The angels will just have to wait a little longer. I did not really expect to return to memories of punishments dished out at school, but an opportunity came to me on a plate (I was going to say it came to me in a stroke, but thought better of it).
The plate was served by Mike Amos, son of Shildon, Northern Echo columnist extraordinaire (or "that overachiever out of Albert St" if you prefer the impertinent dissenting opinion offered on these pages by one "Bassy"), tireless servant of the Northern League, godfather to my elder daughter and the man who taught me a fair amount of whatever I know about journalism.
Mike, in common with most people I knew growing up in Shildon, went to Timothy Hackworth Junior and Infant School. Well, that's more or less what it was meant to be called - there may have been a "mixed" in the title, too - but it was Tin Tacks to us lot.
And at Tin Tacks, the cane was such a common feature of everyday life, as it was at schools throughout the country in those days, that it must have been quite difficult to have your primary education there and never be on the receiving end. Keep a look out for comments, though, since my big sister will doubtless pop up to correct my memory again and claim that her entire class emerged unscathed from its Tin Tacks years.
A caning at Tin Tacks would mean anything from one to six strokes on the hand/s. It stung, but in truth the threat of being punished in this way can hardly be said to have clouded our formative years, reducing helpless little children to cowering wretches.
Beyond primary school, of course, at grammar or secondary modern schools, corporal punishment took on a wholly different meaning , as I described in the first instalment of The cane and the Bunsen burner tube. That'll teach you....(2).
But even though I recall being caned on numerous occasions at Tin Tacks, I remember only one of those punishments in any detail. I said in the earlier posting that fear of the cane was, for most of us, nowhere near as deep as the fear of having the event recorded in the dreaded punishment book. It is strange that this should have been so; the book was merely intended to serve as the official record, and I imagine Durham County Education Authority regulations required each and every instance of the cane's use to be listed. But our teachers used it as an additional aspect of Crime and Punishment; to be ordered to "go and fetch the cane AND the punishment book" from the headmistress's office meant that this was to be a caning for a relatively serious matter. The teacher's act of inserting, in the book, the bare details of the punishment - pupil/class/offence/number of strokes/own name or initials - somehow made the child's disgrace complete.
That, at any rate, is how I remember my Tin Tacks schooling. And that is where Mike Amos, or specifically an e-mail that arrived from him this morning, comes in. This is what he wrote:
I went to a little open evening at Tin Tacks last night, in advance of the centenary in 2010, and was reading the punishment book with great interest. It began in 1959, the year after I left, but a number of names of the castigated were very familiar. I couldn't see C Randall but P Randall features several times. Worst of all, P Sixsmith was whacked both for 'chewing a straw' and 'fencing with rulers'. Do you think that we should knock around with a reprobate like that?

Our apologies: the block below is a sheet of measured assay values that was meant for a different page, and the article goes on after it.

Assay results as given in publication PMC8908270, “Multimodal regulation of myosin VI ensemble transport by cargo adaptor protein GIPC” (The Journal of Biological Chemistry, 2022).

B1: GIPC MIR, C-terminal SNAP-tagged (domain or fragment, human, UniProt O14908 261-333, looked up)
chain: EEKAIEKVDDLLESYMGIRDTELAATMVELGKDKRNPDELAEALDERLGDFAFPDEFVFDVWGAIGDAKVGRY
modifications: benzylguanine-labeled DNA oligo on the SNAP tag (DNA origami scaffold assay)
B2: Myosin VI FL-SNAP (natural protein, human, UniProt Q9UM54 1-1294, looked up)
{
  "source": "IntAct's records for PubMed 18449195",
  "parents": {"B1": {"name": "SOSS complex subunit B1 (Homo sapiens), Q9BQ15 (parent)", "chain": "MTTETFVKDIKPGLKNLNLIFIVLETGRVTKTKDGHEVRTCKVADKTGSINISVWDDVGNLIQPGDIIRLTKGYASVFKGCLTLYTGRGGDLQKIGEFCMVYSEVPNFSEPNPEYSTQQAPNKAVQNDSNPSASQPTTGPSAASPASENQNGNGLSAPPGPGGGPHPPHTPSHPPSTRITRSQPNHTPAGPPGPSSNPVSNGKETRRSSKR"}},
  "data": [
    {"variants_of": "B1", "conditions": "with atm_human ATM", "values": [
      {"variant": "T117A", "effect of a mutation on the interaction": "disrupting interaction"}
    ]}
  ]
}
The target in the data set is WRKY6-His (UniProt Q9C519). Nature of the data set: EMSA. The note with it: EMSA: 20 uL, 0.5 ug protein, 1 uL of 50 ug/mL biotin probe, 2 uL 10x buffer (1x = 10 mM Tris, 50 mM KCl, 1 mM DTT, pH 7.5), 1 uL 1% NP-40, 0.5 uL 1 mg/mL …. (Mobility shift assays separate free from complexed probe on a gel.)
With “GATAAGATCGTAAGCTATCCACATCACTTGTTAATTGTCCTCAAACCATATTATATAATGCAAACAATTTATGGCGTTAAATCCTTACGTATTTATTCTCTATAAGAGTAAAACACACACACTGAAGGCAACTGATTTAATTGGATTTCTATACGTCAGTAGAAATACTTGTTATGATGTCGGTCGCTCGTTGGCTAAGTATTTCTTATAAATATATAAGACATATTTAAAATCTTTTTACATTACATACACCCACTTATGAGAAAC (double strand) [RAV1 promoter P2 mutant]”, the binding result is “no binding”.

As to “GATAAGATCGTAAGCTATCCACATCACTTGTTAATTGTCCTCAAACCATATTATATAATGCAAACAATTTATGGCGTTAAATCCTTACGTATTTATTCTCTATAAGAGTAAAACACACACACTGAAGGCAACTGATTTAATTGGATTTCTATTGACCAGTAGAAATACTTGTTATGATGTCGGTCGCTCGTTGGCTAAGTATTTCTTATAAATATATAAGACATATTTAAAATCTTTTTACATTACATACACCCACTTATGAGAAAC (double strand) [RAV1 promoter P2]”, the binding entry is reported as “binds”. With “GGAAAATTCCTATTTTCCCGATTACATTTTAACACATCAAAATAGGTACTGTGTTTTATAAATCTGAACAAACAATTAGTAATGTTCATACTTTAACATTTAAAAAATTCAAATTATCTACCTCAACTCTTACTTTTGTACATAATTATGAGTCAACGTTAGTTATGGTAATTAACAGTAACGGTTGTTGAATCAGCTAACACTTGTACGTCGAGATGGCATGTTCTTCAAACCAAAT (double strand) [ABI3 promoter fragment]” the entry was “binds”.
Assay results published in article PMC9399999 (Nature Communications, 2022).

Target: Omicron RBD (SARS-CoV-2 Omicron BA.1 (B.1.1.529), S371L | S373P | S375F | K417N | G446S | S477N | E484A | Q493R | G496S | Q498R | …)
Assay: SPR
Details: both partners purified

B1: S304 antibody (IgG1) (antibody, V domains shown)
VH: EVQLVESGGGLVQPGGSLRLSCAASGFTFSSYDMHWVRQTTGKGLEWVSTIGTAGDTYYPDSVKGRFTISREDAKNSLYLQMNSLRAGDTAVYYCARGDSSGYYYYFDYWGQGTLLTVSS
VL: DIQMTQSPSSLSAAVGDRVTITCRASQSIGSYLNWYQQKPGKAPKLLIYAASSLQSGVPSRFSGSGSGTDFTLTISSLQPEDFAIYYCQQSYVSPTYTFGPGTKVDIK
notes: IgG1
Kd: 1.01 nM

Indeed I do not. I shall need to revise my seating arrangements at the Stadium of Light. Perhaps I should also order him to stay away from any milestone birthday party that may be approaching; it goes without saying that the right people at work in Abu Dhabi should know that I wish to receive no more parcels from home containing the Sunderland Echo "pink". And to think it was Pete Sixsmith's mum who said he shouldn't mix with me because I was the bad influence.
Say what you like about the shortcomings of my academic career or the wrongs I have committed in life.
I swear I have never, and I mean never, chewed a straw or fenced with rulers. At any rate, that's my story and I am sticking to it, though I fully expect Pete Sixsmith to issue a writ for libel, claiming that the P stands for his brother Phil.
But Mike's anecdote contained another scrap of information, this one of great importance to me.
The caning I do remember occurred, of all places, on the school playing field. A relatively unfamiliar teacher had plonked our class by a tree; I no longer recall what lesson it was, who the teacher was or the nature of my misdemeanour.
But I have never forgotten that she had taken us to the field armed with not only the cane but the punishment book. For half a century, my thoughts have occasionally returned to that day, and to the possibility that my naughtiness and its consequences were duly recorded. I think that was what the teacher intended. And, while I did not see her write anything in the book, I have always gloomily assumed that with a couple of vicious strokes of her pen, she ruined my school record, condemning me to perpetual shame.
And now I feel like someone who has finally won a battle to clear himself of a terrible crime he never committed. I may have held out my hands for scores of strokes of the cane between starting at Tin Tacks and leaving, but I have it from Mike Amos that my reputation is intact: that I breezed, after all, through primary education without once getting my name in the punishment book.